"Wiggy" Line Voltage Tester for Home Inspectors

Hello all.

I’ve been thinking I should have a “Wiggy” for use on home inspections.
A definition I found for “Wiggy” is the following:

Top Definition

http://electricalslang.com/Slang/wiggy

The “Wiggy” is a simple, extremely durable line voltage indicator (tester). It has two test leads connected to a solenoid coil inside a molded plastic casing. A spring presses against the solenoid holding it down. To show the voltage, an indicator bar is attached to the solenoid. As the voltage increases, the solenoid moves against the spring. The user reads the voltage by comparing the position of the indicator with a fixed chart on the face of the tester. If it is reading AC current, a neon lamp in the face of the tester lights-up, the unit hums and vibrates. The voltage it shows is a general approximation, not an exact value. It’s strength comes from its durability, ease of use and ability to show both AC and DC plus the polarity of the current through the Red/Black indicator lights. Its nickname came from the company that introduced it; the Wiggington Company.

So far I’m looking at purchasing a Knopp K-60 or one of the Fluke T5 or T+PRO models.

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Opinions on different makes and models?
Solenoid or digital?
Experience with practical application of line voltage testers use in home inspections?

Looking forward to your replies.
Thank you.

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I have the Knopp K-60 which I got years ago when i was twisting wires. Works good and fits easily in your back pocket unlike some of the others. Some of the newer ones with digital readout and all that are nice but not needed in my opinion. If your going in the digital readout direction might as well just get an ideal sure test. IMHO

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I had the Knopp for many years sold it with the biz but it never failed me and I’m worth a top notch unit.

Don’t get me wrong the Flukes are outstanding, too.

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Thanks Bob,

Just looked at the 61-164 SureTest® Circuit Analyzer.
I’ve seen other inspectors using it in some NACHI videos.
It is a nice piece of equipment/instrument! With True RMS, etc.
I may be overequipped with that beauty.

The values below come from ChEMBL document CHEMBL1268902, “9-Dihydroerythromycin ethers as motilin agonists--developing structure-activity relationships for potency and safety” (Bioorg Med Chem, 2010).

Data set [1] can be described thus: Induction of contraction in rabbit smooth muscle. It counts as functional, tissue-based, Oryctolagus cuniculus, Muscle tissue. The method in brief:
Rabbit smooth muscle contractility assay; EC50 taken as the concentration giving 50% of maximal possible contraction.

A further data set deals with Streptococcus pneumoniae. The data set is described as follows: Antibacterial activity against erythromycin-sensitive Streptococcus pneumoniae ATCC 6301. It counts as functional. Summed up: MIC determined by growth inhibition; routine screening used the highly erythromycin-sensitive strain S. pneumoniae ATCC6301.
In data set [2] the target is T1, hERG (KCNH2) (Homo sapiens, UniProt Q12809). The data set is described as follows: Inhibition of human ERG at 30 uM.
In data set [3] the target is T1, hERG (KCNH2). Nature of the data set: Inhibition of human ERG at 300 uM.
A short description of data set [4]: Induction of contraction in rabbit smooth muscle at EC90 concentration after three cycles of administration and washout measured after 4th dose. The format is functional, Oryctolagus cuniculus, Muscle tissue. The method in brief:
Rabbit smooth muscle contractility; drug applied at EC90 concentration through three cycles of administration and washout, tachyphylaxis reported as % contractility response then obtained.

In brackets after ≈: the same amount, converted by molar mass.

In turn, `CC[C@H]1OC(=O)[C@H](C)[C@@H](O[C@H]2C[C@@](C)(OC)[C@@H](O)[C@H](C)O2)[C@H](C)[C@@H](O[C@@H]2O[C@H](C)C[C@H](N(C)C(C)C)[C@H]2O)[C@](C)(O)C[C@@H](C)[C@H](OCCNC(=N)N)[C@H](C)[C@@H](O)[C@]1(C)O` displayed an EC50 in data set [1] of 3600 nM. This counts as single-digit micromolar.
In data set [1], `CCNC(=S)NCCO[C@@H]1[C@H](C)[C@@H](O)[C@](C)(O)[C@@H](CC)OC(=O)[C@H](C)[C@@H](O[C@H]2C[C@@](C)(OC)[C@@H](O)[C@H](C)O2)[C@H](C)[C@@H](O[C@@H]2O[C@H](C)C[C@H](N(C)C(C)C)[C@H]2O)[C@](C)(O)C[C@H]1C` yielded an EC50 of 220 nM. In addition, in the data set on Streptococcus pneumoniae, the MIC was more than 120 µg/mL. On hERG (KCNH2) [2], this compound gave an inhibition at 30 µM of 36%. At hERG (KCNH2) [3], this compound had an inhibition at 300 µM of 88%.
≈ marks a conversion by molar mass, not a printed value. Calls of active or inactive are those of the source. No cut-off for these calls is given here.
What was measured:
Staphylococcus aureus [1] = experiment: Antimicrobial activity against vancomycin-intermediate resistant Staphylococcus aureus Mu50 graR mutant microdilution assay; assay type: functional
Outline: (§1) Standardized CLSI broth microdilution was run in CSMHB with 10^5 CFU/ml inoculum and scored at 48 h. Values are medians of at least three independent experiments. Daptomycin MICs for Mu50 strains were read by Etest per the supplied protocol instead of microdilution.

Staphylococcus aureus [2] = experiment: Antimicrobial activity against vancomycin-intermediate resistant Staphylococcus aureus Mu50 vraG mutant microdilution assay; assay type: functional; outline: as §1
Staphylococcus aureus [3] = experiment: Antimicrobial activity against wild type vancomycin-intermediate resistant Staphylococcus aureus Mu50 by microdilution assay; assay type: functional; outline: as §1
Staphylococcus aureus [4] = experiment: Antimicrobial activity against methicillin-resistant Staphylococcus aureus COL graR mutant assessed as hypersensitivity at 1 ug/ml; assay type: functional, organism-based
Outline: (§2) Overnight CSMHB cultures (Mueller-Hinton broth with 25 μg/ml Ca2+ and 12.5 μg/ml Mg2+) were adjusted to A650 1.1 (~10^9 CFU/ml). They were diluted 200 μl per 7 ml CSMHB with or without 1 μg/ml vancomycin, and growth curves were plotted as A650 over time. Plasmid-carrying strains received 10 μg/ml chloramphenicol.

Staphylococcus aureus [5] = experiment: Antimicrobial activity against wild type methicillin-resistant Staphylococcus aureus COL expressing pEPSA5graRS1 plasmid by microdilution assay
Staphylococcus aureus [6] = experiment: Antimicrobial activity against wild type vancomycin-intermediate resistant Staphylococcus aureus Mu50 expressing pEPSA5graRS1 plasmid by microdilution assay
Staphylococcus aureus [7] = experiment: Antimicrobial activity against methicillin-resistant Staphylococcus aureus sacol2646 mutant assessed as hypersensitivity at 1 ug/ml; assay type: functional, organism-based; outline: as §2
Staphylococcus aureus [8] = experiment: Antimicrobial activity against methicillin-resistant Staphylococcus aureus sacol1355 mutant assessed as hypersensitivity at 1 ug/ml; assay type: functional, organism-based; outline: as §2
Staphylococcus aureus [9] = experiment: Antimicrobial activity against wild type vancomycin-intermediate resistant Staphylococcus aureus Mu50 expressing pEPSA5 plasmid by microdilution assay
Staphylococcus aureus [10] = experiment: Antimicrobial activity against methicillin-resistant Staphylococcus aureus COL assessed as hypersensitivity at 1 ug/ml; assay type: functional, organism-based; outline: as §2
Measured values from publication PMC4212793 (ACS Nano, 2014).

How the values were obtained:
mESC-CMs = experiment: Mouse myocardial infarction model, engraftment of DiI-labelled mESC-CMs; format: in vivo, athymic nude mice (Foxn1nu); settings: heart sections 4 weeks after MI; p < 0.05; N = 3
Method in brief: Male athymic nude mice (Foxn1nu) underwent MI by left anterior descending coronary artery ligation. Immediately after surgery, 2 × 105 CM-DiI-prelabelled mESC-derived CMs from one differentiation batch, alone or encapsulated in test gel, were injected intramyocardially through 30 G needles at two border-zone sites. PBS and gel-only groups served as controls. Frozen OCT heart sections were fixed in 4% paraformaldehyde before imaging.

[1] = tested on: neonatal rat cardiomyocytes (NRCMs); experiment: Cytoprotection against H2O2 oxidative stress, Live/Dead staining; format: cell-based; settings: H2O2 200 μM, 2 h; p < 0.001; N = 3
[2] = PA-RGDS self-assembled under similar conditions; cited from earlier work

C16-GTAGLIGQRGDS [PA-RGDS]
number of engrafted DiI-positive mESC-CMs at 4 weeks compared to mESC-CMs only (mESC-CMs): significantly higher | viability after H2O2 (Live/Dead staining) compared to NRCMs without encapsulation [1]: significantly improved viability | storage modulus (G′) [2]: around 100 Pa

Still leanin’ toward the K-60.

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Hi Larry,
Thank you for your reply.
Glad to get another endorsement for the Knopp K-60. It’s really a classic. …and it doesn’t need batteries! :+1:

I forgot about that! …a bonus for sure!

My pleasure, Evan.

still carry my wiggy to every job…not used a lot but at 40 plus years old it has never let me down when i needed it…

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My go to is the Greenlee GT-95 and have the Fluke T5-1000 or 61-165 SureTest® Circuit Analyzer w/GFCI-AFCI function, upgrade from the 61-164.

I’m nearing retirement in a few more years and willing to part with the two latter if you’re interested find the lowest price and make me an offer on either or both.
contact adairinspex at hotmail.com

The original Wiggy is a solenoid tester and the solenoid is the reason that you may want one. Some times when testing with a DMM they will display so called ghost or phantom voltage which makes them inaccurate at determining if something is actually energized. The solenoid tester doesn’t have this issue. Here’s a short Article from Fluke explaining what Ghost voltage is:

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I have the older Sure Test. Rarely comes out of the bag. It is what I call my “show and tell” tools. In case I need to show off for the client or agent. At least 20% of what we do is showmanship. You’ll be happy with the K-60.

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I like my original Wiggy not only because it does not need batteries but I like the hum/vibration when it senses voltage. You do not have to take your eyes off where you have the probes to look at the meter.

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It depends on your end-goal, different tools accomplish different task. They are all useful when used as intended. The deeper you want to get into it the more accurate/advanced tool you use. Some of these tools may not be as useful with new construction but can help greatly with older houses (their wiring). For example, if you don’t have a wiggy or a multimeter, how do you test a 240v dryer receptacle when a dryer isn’t installed? You cannot use a standard 3prong tester.

Yup, the clunk of the solenoid is all that you need to know that there is voltage present. I have an old Wiggy that was my fathers, probably 60 years old and it still works.

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https://www.ebay.com/b/Wiggy-Voltage-Testers/bn_7024731953

https://www.ebay.com/b/Wiggy-Voltage-Testers/bn_7024731953

That’s a lot of Wiggys. Thanks Jeffrey.

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dam-assets.fluke.com

2105317_A_w.pdf

161.31 KB

Good article. So much for apparitions.
Thanks Robert.

You do not have to take your eyes off where you have the probes to look at the meter.

Good point on the vibration feature. Thanks Joseph.

Another good reason an inspector needs a wiggy or a multimeter. Thank you Simon.